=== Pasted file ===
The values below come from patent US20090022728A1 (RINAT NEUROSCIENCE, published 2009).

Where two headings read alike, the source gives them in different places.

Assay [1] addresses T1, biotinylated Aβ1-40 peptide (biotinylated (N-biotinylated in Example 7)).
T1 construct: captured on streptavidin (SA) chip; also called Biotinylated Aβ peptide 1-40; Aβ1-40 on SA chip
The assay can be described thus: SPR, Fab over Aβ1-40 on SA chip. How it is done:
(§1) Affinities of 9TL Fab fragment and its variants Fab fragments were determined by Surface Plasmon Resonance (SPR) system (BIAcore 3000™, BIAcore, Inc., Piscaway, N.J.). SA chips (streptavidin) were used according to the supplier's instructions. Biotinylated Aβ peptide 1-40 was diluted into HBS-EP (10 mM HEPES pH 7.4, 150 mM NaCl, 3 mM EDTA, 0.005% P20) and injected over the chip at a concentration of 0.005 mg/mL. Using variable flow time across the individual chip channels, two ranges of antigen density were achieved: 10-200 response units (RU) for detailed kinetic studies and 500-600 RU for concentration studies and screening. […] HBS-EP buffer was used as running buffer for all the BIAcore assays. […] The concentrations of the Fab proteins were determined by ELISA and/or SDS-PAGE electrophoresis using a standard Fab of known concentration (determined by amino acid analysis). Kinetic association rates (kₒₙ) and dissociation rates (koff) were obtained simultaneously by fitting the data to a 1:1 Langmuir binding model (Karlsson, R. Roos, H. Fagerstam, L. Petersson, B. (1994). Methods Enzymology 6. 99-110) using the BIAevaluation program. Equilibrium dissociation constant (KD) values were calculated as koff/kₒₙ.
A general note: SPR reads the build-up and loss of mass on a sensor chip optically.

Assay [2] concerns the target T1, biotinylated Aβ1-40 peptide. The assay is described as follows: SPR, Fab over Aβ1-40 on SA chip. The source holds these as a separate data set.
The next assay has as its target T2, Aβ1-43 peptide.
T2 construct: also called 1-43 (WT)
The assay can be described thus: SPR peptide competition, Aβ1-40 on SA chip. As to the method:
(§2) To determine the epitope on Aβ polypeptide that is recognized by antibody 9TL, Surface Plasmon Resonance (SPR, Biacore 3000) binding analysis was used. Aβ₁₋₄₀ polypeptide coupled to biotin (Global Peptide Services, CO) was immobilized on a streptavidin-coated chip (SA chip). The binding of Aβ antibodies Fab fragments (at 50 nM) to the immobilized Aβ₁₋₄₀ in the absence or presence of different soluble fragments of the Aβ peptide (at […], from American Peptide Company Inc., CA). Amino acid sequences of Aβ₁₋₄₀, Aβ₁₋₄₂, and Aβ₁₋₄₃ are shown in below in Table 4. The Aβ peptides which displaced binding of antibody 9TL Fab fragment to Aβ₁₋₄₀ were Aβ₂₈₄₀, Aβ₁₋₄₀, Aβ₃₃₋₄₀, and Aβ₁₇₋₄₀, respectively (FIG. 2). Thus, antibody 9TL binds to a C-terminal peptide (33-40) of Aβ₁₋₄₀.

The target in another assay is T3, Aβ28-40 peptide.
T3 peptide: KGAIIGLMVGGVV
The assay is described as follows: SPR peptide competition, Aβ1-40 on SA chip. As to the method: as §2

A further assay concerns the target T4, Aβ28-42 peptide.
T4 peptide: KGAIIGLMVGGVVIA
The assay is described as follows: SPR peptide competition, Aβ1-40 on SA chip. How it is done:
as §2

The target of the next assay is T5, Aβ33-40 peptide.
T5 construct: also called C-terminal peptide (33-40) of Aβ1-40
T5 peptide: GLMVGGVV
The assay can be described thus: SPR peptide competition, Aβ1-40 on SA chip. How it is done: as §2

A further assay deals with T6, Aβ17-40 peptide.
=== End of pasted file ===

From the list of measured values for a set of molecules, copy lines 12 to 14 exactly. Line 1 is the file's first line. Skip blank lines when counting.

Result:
(§2) To determine the epitope on Aβ polypeptide that is recognized by antibody 9TL, Surface Plasmon Resonance (SPR, Biacore 3000) binding analysis was used. Aβ₁₋₄₀ polypeptide coupled to biotin (Global Peptide Services, CO) was immobilized on a streptavidin-coated chip (SA chip). The binding of Aβ antibodies Fab fragments (at 50 nM) to the immobilized Aβ₁₋₄₀ in the absence or presence of different soluble fragments of the Aβ peptide (at […], from American Peptide Company Inc., CA). Amino acid sequences of Aβ₁₋₄₀, Aβ₁₋₄₂, and Aβ₁₋₄₃ are shown in below in Table 4. The Aβ peptides which displaced binding of antibody 9TL Fab fragment to Aβ₁₋₄₀ were Aβ₂₈₄₀, Aβ₁₋₄₀, Aβ₃₃₋₄₀, and Aβ₁₇₋₄₀, respectively (FIG. 2). Thus, antibody 9TL binds to a C-terminal peptide (33-40) of Aβ₁₋₄₀.

The target in another assay is T3, Aβ28-40 peptide.
T3 peptide: KGAIIGLMVGGVV